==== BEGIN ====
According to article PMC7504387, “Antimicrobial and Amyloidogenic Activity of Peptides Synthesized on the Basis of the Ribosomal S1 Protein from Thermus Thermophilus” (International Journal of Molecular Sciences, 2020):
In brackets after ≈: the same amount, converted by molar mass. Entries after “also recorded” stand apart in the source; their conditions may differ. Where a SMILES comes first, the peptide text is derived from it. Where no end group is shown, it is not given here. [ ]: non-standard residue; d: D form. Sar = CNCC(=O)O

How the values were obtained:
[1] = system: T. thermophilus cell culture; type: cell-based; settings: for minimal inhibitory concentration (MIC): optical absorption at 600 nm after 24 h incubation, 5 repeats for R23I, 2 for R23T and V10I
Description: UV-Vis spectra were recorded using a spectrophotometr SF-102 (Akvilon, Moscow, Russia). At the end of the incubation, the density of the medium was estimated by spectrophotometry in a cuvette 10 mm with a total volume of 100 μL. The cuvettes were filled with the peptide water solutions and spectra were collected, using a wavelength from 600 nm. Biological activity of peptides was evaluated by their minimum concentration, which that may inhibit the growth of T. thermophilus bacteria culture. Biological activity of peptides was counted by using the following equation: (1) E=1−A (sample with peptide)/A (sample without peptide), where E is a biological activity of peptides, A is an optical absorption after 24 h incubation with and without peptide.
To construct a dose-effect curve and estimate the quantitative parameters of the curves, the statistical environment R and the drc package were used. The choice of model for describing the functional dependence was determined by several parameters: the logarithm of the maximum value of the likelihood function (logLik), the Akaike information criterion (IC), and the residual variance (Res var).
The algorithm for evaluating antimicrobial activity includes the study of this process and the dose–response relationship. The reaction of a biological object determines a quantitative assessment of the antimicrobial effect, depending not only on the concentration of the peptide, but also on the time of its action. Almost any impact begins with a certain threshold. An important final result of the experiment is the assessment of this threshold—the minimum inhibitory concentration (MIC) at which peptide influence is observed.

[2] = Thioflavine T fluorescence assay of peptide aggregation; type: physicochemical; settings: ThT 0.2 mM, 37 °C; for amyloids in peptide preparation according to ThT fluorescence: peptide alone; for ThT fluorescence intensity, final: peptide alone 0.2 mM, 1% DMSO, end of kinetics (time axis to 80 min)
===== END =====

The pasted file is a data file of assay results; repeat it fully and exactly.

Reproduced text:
According to article PMC7504387, “Antimicrobial and Amyloidogenic Activity of Peptides Synthesized on the Basis of the Ribosomal S1 Protein from Thermus Thermophilus” (International Journal of Molecular Sciences, 2020):
In brackets after ≈: the same amount, converted by molar mass. Entries after “also recorded” stand apart in the source; their conditions may differ. Where a SMILES comes first, the peptide text is derived from it. Where no end group is shown, it is not given here. [ ]: non-standard residue; d: D form. Sar = CNCC(=O)O

How the values were obtained:
[1] = system: T. thermophilus cell culture; type: cell-based; settings: for minimal inhibitory concentration (MIC): optical absorption at 600 nm after 24 h incubation, 5 repeats for R23I, 2 for R23T and V10I
Description: UV-Vis spectra were recorded using a spectrophotometr SF-102 (Akvilon, Moscow, Russia). At the end of the incubation, the density of the medium was estimated by spectrophotometry in a cuvette 10 mm with a total volume of 100 μL. The cuvettes were filled with the peptide water solutions and spectra were collected, using a wavelength from 600 nm. Biological activity of peptides was evaluated by their minimum concentration, which that may inhibit the growth of T. thermophilus bacteria culture. Biological activity of peptides was counted by using the following equation: (1) E=1−A (sample with peptide)/A (sample without peptide), where E is a biological activity of peptides, A is an optical absorption after 24 h incubation with and without peptide.
To construct a dose-effect curve and estimate the quantitative parameters of the curves, the statistical environment R and the drc package were used. The choice of model for describing the functional dependence was determined by several parameters: the logarithm of the maximum value of the likelihood function (logLik), the Akaike information criterion (IC), and the residual variance (Res var).
The algorithm for evaluating antimicrobial activity includes the study of this process and the dose–response relationship. The reaction of a biological object determines a quantitative assessment of the antimicrobial effect, depending not only on the concentration of the peptide, but also on the time of its action. Almost any impact begins with a certain threshold. An important final result of the experiment is the assessment of this threshold—the minimum inhibitory concentration (MIC) at which peptide influence is observed.

[2] = Thioflavine T fluorescence assay of peptide aggregation; type: physicochemical; settings: ThT 0.2 mM, 37 °C; for amyloids in peptide preparation according to ThT fluorescence: peptide alone; for ThT fluorescence intensity, final: peptide alone 0.2 mM, 1% DMSO, end of kinetics (time axis to 80 min)